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The Glossy Look

Text: Anton Rahlwes

Human beings are surrounded by surfaces. They are the omnipresent barriers that one cannot avoid. In their eternal ambition to want to control everything, human beings smooth out as many surfaces as possible.

Meadows become manicured lawns, paths become streets, compressed carbon becomes sparkling diamonds and rough hide becomes shimmering Alcantara. Glossiness stands for purity and perfection, control down to the last atom. Digitisation fuels this ambition and also permits deceptively easy control of surfaces. Thus the glossy look is becoming more and more a part of everyday life.


Acne Studios



The collections of the Swedish fashion house Acne Studios can safely be considered an indicator of coming trends in questions of materiality, colour, and even dealing with gender roles. So it comes as no surprise that the collections for 2020 include numerous ultra-high-gloss pieces. In and of itself, the desire to wrap oneself in high-gloss materials is nothing new. Nevertheless, in view of the pollution of our environment and the oceans by plastic refuse, this trend reveals the ambivalent desire of human beings to adapt their own appearance to a material which is now subject to collective moral condemnation: Plastic bag? No, thanks. Looking like one? I’d be glad to.


Audrey Large



“The function then becomes the last bulwark against the total abstraction of the object”, thus the French designer Audrey Large describes the vase-like sculptures of her series “Implicit Surfaces”. The objects are hybrid crossovers between the real and the digital world. They initially originate with the help of a graphics tablet and are drawn by hand directly in the third dimension. This releases Large from the laws of gravity and permits her to design freely and intuitively. The actual texture of the surfaces reveals itself only when the object becomes a physical reality thanks to 3D printing. That way artefacts are created that exhibit both characteristics of spontaneous drawing and the coded aesthetics of the digital realm.


Omega Centauri



Adrian Steckeweh, also known as Omega Centauri, is an architect with a penchant for facefilters. He experiments with rendered shapes and surfaces that, sometimes seeming like living organisms, descend on the faces of the users. Glassy tentacles or bobbing mirrored surfaces consciously play with the contradiction between reality and fiction. According to Steckeweh, the shiny surfaces are difficult to implement in reality. As computer-generated images (CGI) or computer graphics (CG), however, the possibilities are boundless, and materials can be developed beyond reality. Nowadays, self-alienation is common in the virtual realm and may be the first step towards a new post-physical world.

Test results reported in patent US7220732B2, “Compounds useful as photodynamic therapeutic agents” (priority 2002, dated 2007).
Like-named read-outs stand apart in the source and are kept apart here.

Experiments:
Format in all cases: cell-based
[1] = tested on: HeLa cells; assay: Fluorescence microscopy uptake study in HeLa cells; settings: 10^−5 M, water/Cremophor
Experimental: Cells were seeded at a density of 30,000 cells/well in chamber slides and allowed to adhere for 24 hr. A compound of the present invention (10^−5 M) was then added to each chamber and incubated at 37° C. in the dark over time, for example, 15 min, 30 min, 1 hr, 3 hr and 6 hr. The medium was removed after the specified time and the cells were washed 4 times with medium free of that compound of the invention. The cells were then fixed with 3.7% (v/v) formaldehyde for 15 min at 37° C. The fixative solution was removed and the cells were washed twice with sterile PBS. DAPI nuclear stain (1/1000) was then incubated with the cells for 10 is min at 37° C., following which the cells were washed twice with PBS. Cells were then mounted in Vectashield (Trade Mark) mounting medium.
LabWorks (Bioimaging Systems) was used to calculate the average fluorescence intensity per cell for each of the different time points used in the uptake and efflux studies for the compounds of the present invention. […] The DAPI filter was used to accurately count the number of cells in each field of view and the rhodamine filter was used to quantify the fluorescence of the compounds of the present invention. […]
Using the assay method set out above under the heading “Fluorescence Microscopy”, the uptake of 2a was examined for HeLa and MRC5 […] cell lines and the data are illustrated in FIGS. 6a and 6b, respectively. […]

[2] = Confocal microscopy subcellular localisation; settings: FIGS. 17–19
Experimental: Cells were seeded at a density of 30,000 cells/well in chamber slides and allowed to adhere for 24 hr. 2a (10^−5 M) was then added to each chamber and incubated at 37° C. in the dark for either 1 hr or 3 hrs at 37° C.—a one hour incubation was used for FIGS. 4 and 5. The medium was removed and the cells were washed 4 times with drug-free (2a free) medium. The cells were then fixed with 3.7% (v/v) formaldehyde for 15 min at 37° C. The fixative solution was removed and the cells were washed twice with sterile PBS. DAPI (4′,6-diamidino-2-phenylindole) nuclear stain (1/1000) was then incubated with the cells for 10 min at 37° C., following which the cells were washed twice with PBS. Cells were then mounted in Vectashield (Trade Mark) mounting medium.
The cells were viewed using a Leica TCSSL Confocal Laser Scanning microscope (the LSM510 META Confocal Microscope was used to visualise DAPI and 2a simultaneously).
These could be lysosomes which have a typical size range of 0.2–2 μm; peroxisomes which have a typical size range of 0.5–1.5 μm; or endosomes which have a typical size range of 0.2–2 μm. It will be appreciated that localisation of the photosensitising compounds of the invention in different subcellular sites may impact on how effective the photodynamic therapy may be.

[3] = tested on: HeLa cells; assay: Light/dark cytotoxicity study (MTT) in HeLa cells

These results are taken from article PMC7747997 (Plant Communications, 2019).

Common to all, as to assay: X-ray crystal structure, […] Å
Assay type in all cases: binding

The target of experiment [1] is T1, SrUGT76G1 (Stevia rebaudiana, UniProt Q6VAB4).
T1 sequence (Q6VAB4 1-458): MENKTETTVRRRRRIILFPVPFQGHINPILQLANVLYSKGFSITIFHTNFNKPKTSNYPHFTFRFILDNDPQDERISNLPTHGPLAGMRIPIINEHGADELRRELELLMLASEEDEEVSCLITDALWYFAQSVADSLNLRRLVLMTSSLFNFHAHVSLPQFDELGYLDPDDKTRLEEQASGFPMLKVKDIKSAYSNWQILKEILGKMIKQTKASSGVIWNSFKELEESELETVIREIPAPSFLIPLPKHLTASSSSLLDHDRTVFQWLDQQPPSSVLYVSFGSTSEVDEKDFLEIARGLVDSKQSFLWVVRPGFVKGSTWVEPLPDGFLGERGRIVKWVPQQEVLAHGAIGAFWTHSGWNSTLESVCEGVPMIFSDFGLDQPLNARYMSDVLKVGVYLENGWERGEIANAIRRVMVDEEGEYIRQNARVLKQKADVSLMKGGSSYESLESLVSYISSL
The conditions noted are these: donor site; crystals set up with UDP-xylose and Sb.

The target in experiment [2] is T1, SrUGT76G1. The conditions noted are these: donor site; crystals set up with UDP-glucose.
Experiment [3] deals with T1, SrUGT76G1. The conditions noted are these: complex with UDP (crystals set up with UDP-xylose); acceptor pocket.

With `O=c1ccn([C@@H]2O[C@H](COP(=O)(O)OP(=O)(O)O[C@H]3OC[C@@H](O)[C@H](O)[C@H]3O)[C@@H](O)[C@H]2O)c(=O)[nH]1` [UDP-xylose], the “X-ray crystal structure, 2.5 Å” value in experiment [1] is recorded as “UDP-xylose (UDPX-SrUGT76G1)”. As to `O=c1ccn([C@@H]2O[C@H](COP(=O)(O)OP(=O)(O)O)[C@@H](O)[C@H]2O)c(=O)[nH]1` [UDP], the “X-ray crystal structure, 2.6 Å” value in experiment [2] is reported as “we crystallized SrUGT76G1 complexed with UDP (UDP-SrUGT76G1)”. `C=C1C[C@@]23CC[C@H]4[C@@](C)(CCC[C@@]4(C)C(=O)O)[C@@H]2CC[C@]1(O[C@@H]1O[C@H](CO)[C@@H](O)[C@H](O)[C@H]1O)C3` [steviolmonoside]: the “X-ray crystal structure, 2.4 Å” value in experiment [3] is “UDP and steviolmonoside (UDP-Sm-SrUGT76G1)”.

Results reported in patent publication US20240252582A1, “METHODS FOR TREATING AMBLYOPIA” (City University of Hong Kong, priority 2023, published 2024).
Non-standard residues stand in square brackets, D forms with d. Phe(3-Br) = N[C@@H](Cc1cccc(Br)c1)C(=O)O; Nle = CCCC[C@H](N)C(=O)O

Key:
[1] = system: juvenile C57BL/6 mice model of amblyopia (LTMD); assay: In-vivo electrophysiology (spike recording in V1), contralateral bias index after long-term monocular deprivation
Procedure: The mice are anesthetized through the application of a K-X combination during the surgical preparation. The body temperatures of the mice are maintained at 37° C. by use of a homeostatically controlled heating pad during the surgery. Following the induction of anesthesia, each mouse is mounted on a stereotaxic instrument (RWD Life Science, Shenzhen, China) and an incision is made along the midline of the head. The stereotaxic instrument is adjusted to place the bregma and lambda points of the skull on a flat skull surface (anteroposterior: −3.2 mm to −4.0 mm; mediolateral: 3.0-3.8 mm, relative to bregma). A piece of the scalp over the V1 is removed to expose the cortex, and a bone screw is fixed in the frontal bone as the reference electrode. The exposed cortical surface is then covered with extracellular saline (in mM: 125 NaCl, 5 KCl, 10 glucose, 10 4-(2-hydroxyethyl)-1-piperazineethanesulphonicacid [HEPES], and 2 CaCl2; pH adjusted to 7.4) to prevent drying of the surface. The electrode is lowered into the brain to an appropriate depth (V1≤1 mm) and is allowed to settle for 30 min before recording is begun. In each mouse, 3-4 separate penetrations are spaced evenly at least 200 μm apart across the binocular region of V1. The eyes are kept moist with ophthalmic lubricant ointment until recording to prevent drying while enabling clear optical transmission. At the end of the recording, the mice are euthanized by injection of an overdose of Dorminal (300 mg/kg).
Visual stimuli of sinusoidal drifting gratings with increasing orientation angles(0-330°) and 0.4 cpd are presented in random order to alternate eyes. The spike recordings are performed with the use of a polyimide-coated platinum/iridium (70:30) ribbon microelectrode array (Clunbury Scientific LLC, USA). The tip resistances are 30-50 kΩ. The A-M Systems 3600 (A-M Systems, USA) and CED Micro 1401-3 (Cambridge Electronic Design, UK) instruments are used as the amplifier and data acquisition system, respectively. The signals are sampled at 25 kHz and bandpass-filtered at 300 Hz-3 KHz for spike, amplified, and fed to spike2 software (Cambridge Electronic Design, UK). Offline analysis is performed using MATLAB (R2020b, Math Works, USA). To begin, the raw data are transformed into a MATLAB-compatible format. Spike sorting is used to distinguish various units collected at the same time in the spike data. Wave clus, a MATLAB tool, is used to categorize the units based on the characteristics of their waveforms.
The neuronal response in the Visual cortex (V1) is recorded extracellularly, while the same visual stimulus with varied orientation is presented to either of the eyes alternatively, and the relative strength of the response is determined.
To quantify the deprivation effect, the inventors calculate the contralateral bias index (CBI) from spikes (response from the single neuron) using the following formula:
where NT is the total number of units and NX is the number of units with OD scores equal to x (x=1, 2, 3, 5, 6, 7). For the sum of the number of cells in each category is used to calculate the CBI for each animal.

Gonzalez und Haase AAS



The Berlin architectural office Gonzalez and Haase AAS is attracting a lot of attention at the moment. Whether in Milan (Spazio Maiocchi), at their neighbour Andreas Murkudis’s in Berlin, in Lisbon for the luxury label Tem-plate or worldwide for Balenciaga and Weekday: the office, which is headed by Judith Haase and Pierre Jorge Gonzalez, designs stores and retail spaces that characterise the perception of stationary shopping in the 21st century. We asked Judith Haase three questions about high-gloss surfaces.


Is “glossy” the new black?

We don’t follow trends. As a rule, we work with contrasts. Whereby for us the surface texture is inherent to the material. For example, when we employ reflective surfaces, we also use matt, rough surfaces right nearby. From haptically interesting surfaces to nearly hygienic surfaces without structure. These contrasts result in an interesting interplay with the surrounding space and the visitors to it.


Dealing with spaces also always means dealing with surfaces. What kinds of surfaces appeal to you?

Materials appeal to us. The chosen material determines the surface and colour. The starting point for material selection is the existing space and its lighting conditions, its openings to natural light. We use light-reflective surfaces or non-reflective, dull surfaces. Light, both natural and artificial, is a decisive element in our projects and when it comes to selecting materials.


To what extent do aesthetic trends resulting from digitality influence the designing of real, physical spaces or objects?

We are influenced by many new technologies that continually originate from digitisation and industrial development. We have a team that constantly investigates new technologies and materials. In our designs, we use material thicknesses, compositions and connections and, in the process, try to take the material to its limits. The details that we develop display the material itself directly without concealment. Our signature and aesthetic preferences are recognisable in the details of our designs.



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